Uncle Walt’s Band (from the album Uncle Walt’s Band available on Omnivore Records)
Uncle Walt’s Band found a fan for their music from a then-Texas A&M student, and Lyle Lovett recalled an immediate connection to the band while still in college, remembering ‘Walter Hyatt, David Ball,and Champ Hoodhave been an inspiration to me ever since the first time I heard UncleWalt’s Band. Musically, their finely crafted original compositions reflect diverse influences, while lyrically they demonstrate a sensitive, sophisticated understanding of the dignified South’. The band had a few stumbles when releasing their debut album in 1972, exchanging the original Blame It on the Bossa Nova album title for the self-titled Uncle Walt’s Band. Omnivore Records offers an updated re-issue that collects live tracks and demos to give a listen to the full worth of Uncle Walt’s Band.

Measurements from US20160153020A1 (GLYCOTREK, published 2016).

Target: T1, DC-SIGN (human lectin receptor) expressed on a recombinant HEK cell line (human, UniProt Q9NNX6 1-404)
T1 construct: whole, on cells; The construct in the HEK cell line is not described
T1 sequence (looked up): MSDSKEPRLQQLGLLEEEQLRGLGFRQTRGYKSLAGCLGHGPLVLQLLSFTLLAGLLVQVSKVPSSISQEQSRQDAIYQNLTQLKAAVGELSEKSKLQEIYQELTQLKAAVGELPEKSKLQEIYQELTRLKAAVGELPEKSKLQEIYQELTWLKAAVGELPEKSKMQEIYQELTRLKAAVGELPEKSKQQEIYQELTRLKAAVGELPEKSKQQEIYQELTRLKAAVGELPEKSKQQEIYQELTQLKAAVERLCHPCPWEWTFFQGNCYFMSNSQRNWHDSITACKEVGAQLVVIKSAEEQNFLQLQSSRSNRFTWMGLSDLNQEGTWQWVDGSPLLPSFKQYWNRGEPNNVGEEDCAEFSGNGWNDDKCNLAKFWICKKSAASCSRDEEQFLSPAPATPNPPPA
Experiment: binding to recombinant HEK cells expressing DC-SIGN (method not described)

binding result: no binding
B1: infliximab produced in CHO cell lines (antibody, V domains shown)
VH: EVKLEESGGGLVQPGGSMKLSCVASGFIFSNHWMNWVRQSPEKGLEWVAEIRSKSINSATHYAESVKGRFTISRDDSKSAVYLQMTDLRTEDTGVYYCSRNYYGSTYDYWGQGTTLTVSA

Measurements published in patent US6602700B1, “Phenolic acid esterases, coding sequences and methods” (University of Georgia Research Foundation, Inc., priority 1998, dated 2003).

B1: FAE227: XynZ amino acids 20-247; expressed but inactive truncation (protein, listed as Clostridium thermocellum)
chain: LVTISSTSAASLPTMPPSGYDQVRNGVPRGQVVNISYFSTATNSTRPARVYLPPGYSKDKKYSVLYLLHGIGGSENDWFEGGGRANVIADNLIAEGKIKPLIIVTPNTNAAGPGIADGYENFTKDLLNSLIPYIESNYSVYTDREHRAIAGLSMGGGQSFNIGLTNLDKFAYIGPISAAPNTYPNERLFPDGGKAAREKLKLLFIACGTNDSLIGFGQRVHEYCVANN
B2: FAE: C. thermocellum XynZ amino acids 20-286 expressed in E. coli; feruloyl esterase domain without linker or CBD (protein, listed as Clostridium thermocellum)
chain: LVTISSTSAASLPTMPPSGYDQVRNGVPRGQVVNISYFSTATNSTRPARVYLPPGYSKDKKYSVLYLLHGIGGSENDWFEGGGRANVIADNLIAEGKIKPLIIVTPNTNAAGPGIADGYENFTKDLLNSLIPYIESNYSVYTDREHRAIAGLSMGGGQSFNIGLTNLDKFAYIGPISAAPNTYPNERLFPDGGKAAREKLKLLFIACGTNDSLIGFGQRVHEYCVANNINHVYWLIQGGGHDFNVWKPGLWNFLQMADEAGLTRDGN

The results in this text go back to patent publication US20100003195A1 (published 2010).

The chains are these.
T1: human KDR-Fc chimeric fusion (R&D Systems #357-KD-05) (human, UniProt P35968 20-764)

Musically,Uncle Walt’s Bandswitches between hints of Jazz, Folk, Ragtime, and Cabaret, all held in place with life-altering three-part harmony. Borrowing some Harlem cool from The Delta Rhythm Boys, Uncle Walt’s Band put a shuffle under “Gimme Some Skin” as they head for the hills with the mountain murder ballad “Little Sadie”, slowly the pace to sway on album opener “Ruby”, and color “Four ‘Til Late” with the Blues. Uncle Walt’s Band hung their trio shoes up in 1983, going into successful individual careers. The tracks collected for the re-issued memory capture what the band, and lifelong fans, heard and have talked about for several decades, the sound of a buzz band on fire playing as Uncle Walt’s Bandcuts through the decades.
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